Tuesday, August 28, 2012

Punctuation with Quotation Marks FREEBIE

I developed these handouts and quizzes for my students who should know basic quotation mark rules (but often still make errors), but are new to adding in-text citations to their papers. As you know, with a direct quote, the punctuation would normally go inside quotation marks, but if an in-text citation is added, the punctuation goes on the outside of the parentheses at the end of the sentence, both in MLA and APA format.

Example: "Studies show that seventy-five percent of students will punctuate their sentence incorrectly" (Jones 23).

This, of course, goes against the rules they've been taught, so they will likely make mistakes unless it's explicitly taught. There are also quote-within-a-quote issues and several other situations that are new to most students who are beginners at including research in their papers. Click here or on the picture to get this free download. I like to review with the handout, then give the first quiz as a practice quiz to check for understanding. I hope you find this useful in your classroom.

Tuesday, August 21, 2012

Inspiring Handmade Jewelry for Teachers

My sister, Sherri Haab, is a well-known jewelry maker and teacher (see her website here). I asked her to make me some jewelry that reflected what I do for a living. Call it a little wearable inspiration for the beginning of a new school year. I loooove what she came up, so I asked her to make a bunch more, because I knew other teachers would be interested. The illustration is hand-etched in brass and she puts each piece together by hand. They're really special pieces. So, click on the pictures if you want to wear a little of your own inspiration, or have a teacher friend that could use a little boost.

Wednesday, August 15, 2012

Teaching Active and Passive Voice

Recognizing the difference between active and passive voice doesn't come easy for some of my students, so I broke it down in a simple, visual way that has helped tremendously. The terminology of parts of speech can throw them off, too, so I use the words that make sense rather than the technical terms (although I teach those, too, for accuracy's sake.) To illustrate active voice, I draw this guy on the board:

 Andrew is eating the burrito.

I explain that we have the agent (or do-er) of the action first (Andrew), and the thing that is being acted upon second (the burrito).

For one passive voice construction, I draw the same image, only flipped, on the board:
 The burrito is being eaten by Andrew.

Now, the thing that is being acted upon (the burrito) comes first and the do-er is second. For the second passive construction, I just draw the burrito:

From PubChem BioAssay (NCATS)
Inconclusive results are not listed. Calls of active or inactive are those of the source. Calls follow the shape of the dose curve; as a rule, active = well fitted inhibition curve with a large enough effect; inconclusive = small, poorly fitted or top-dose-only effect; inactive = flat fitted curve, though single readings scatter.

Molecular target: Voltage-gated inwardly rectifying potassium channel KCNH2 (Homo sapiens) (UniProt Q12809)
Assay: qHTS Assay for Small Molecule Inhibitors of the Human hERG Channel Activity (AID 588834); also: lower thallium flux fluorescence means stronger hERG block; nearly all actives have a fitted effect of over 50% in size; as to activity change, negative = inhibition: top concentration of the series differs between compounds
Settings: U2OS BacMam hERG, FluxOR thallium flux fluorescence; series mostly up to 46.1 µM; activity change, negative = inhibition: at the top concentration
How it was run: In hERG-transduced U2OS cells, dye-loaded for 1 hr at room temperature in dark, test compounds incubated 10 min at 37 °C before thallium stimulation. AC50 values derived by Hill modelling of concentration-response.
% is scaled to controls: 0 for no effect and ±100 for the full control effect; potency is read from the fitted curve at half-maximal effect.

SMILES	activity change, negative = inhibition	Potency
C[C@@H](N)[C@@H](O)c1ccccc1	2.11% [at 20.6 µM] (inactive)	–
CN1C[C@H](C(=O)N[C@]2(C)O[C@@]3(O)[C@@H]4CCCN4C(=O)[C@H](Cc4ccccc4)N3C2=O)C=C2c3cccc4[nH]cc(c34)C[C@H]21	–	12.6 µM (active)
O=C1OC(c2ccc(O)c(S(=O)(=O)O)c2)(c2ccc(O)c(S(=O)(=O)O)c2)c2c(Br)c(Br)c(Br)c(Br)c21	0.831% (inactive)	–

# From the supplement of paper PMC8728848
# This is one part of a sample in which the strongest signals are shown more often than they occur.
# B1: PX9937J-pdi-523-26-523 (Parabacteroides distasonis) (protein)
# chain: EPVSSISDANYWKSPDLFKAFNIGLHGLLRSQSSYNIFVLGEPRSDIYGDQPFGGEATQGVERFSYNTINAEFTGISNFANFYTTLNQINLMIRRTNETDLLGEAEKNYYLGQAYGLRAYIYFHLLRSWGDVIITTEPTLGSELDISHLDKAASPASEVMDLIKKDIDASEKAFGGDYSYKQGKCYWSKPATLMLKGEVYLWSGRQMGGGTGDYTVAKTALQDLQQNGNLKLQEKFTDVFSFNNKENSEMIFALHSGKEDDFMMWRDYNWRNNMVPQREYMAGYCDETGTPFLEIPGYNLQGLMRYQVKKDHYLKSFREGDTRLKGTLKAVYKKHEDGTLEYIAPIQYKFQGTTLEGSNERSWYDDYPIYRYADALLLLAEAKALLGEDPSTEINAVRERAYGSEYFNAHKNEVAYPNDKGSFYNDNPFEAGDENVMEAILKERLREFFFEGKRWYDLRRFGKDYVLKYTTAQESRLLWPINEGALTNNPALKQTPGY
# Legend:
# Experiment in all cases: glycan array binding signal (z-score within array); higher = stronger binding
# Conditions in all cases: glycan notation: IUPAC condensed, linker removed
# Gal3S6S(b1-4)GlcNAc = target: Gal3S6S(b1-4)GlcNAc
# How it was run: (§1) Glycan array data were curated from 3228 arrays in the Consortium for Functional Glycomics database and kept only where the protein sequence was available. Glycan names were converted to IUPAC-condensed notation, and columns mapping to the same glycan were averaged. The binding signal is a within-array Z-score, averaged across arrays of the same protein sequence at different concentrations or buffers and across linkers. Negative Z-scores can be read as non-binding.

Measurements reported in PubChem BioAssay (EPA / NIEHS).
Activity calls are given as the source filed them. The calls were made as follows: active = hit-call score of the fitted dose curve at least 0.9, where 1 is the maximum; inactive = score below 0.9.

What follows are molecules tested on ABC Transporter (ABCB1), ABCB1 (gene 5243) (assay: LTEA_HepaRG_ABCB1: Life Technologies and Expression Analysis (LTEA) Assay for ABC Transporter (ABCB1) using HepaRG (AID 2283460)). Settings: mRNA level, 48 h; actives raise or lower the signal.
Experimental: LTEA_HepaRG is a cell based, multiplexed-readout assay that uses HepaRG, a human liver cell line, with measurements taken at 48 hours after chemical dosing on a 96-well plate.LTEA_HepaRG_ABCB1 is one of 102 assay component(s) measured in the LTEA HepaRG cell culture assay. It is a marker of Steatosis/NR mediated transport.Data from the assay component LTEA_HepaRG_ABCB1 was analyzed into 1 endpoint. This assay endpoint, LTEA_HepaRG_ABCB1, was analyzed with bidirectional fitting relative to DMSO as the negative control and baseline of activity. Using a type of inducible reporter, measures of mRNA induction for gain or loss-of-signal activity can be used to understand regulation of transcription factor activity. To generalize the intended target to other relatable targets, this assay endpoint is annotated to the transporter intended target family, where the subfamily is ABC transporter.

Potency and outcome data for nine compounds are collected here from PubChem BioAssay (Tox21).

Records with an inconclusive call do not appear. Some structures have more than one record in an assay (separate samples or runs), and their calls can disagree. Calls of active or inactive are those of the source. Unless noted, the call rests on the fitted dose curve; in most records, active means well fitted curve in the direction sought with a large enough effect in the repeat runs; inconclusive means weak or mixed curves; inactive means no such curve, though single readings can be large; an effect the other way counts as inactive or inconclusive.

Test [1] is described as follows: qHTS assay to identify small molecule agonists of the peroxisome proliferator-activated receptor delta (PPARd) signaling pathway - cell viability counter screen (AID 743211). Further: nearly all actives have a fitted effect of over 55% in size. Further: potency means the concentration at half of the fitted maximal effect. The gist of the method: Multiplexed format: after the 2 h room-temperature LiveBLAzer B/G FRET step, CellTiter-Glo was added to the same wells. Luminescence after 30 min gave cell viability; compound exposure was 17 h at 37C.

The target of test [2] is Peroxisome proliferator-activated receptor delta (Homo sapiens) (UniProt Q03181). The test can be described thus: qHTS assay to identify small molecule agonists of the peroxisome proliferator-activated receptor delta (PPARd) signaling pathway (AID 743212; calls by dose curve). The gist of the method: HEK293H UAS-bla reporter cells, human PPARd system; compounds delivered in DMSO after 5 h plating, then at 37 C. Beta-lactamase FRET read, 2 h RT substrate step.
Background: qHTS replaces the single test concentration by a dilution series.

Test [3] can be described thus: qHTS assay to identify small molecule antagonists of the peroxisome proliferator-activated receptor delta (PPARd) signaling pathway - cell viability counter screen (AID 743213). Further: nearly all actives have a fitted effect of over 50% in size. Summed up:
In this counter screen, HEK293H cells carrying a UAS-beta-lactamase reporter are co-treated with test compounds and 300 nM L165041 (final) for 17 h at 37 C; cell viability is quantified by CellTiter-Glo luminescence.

The burrito was eaten.

Now, there is no do-er of the action. So for any simple sentence, I ask them to visual a picture according to the order laid out in the sentence, and unless the do-er of the action is first, it is a passive construction. By getting this simple foundation, the students are ready to move on to more complex construction and higher concepts. 

Here's the lesson plan I put together on this, which includes the above, plus some worksheets and a quiz. Now, I'm going to eat a burrito!

Wednesday, August 8, 2012

Getting Organized - Teachers on the Move

I don't have a classroom. I'm one of those teachers who is in a different classroom depending on which class I'm teaching and which day of the week it is. It's taken me almost two years to figure out a system for all the paperwork that is efficient and easy to manage.

My biggest fear (because it had happened) was losing papers, and my biggest inefficiency was wasting time handing out new papers and returning old ones. Toting around stuff for five classes and around 125 students was one big organizational nightmare, and my briefcase (aka "suitcase") was always in disarray despite my best efforts with file folders, labels, etc.

Here's the system I have landed on, and it works for me, so maybe it will for you, too. For each class, I have a file box with a colorful folder labeled "Turn In" at the front, and then regular green file folders with each student's name on it behind that.

Students are not allowed to hand me a paper when it's time to turn in work. They have to turn in all work to the "Turn In" folder. That way, I can't be responsible for misplacing it, everything stays in one place, and there's no chance of mixing it up with another class.

Then, when it's time for grading, I pull out the "Turn In" folder, record the grades, and place the papers to be returned immediately in each student's personal folder. I also put all handouts for the next class period (except quizzes) in their folders so I spend no time in class distributing papers.

At the beginning of each class period, students sign in, turn in work to the "Turn In" folder and retrieve their graded papers and the day's handouts. This system is organized, efficient, and I haven't lost a paper yet since I switched to this system. Knock on wood!